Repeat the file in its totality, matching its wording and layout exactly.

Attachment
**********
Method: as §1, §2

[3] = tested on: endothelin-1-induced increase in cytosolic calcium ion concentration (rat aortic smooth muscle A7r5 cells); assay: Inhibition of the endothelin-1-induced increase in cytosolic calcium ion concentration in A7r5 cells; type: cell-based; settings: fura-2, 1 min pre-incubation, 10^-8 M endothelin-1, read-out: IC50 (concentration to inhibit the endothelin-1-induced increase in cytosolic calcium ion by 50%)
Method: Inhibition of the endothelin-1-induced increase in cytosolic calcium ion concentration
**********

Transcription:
Method: as §1, §2

[3] = tested on: endothelin-1-induced increase in cytosolic calcium ion concentration (rat aortic smooth muscle A7r5 cells); assay: Inhibition of the endothelin-1-induced increase in cytosolic calcium ion concentration in A7r5 cells; type: cell-based; settings: fura-2, 1 min pre-incubation, 10^-8 M endothelin-1, read-out: IC50 (concentration to inhibit the endothelin-1-induced increase in cytosolic calcium ion by 50%)
Method: Inhibition of the endothelin-1-induced increase in cytosolic calcium ion concentration